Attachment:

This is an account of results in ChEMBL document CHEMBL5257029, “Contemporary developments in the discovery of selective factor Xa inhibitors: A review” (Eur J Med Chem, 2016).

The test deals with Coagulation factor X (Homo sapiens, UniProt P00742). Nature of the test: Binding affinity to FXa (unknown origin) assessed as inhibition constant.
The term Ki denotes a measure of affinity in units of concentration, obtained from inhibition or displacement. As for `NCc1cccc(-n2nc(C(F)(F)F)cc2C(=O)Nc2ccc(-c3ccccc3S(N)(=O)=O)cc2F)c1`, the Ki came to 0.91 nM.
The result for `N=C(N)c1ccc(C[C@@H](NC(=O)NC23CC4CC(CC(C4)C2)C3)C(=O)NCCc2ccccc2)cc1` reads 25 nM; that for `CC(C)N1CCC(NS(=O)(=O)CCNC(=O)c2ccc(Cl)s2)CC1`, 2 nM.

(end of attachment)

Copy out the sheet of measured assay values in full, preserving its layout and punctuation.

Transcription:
This is an account of results in ChEMBL document CHEMBL5257029, “Contemporary developments in the discovery of selective factor Xa inhibitors: A review” (Eur J Med Chem, 2016).

The test deals with Coagulation factor X (Homo sapiens, UniProt P00742). Nature of the test: Binding affinity to FXa (unknown origin) assessed as inhibition constant.
The term Ki denotes a measure of affinity in units of concentration, obtained from inhibition or displacement. As for `NCc1cccc(-n2nc(C(F)(F)F)cc2C(=O)Nc2ccc(-c3ccccc3S(N)(=O)=O)cc2F)c1`, the Ki came to 0.91 nM.
The result for `N=C(N)c1ccc(C[C@@H](NC(=O)NC23CC4CC(CC(C4)C2)C3)C(=O)NCCc2ccccc2)cc1` reads 25 nM; that for `CC(C)N1CCC(NS(=O)(=O)CCNC(=O)c2ccc(Cl)s2)CC1`, 2 nM.